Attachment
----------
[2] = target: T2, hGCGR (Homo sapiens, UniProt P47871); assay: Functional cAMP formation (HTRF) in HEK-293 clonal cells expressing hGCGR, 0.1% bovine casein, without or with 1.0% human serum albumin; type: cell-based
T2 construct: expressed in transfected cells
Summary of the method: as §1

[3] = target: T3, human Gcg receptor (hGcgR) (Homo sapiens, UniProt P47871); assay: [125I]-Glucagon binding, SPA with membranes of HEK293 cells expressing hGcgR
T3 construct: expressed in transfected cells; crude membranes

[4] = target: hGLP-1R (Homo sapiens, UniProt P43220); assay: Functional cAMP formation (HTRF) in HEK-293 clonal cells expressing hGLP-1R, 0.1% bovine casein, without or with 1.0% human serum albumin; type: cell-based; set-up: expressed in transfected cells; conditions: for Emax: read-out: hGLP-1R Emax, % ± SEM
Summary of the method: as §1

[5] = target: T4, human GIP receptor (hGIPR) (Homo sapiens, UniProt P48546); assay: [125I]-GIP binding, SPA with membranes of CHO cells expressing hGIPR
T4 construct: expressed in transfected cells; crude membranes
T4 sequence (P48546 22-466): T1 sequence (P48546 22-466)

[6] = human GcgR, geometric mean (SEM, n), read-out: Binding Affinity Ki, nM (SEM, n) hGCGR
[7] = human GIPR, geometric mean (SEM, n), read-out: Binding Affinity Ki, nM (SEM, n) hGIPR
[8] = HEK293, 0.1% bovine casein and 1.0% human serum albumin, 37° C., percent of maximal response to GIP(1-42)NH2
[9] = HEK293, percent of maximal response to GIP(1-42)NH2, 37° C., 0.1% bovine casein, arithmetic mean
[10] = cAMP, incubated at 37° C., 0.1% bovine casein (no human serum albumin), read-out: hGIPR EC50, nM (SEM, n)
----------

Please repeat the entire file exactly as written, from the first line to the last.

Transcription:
[2] = target: T2, hGCGR (Homo sapiens, UniProt P47871); assay: Functional cAMP formation (HTRF) in HEK-293 clonal cells expressing hGCGR, 0.1% bovine casein, without or with 1.0% human serum albumin; type: cell-based
T2 construct: expressed in transfected cells
Summary of the method: as §1

[3] = target: T3, human Gcg receptor (hGcgR) (Homo sapiens, UniProt P47871); assay: [125I]-Glucagon binding, SPA with membranes of HEK293 cells expressing hGcgR
T3 construct: expressed in transfected cells; crude membranes

[4] = target: hGLP-1R (Homo sapiens, UniProt P43220); assay: Functional cAMP formation (HTRF) in HEK-293 clonal cells expressing hGLP-1R, 0.1% bovine casein, without or with 1.0% human serum albumin; type: cell-based; set-up: expressed in transfected cells; conditions: for Emax: read-out: hGLP-1R Emax, % ± SEM
Summary of the method: as §1

[5] = target: T4, human GIP receptor (hGIPR) (Homo sapiens, UniProt P48546); assay: [125I]-GIP binding, SPA with membranes of CHO cells expressing hGIPR
T4 construct: expressed in transfected cells; crude membranes
T4 sequence (P48546 22-466): T1 sequence (P48546 22-466)

[6] = human GcgR, geometric mean (SEM, n), read-out: Binding Affinity Ki, nM (SEM, n) hGCGR
[7] = human GIPR, geometric mean (SEM, n), read-out: Binding Affinity Ki, nM (SEM, n) hGIPR
[8] = HEK293, 0.1% bovine casein and 1.0% human serum albumin, 37° C., percent of maximal response to GIP(1-42)NH2
[9] = HEK293, percent of maximal response to GIP(1-42)NH2, 37° C., 0.1% bovine casein, arithmetic mean
[10] = cAMP, incubated at 37° C., 0.1% bovine casein (no human serum albumin), read-out: hGIPR EC50, nM (SEM, n)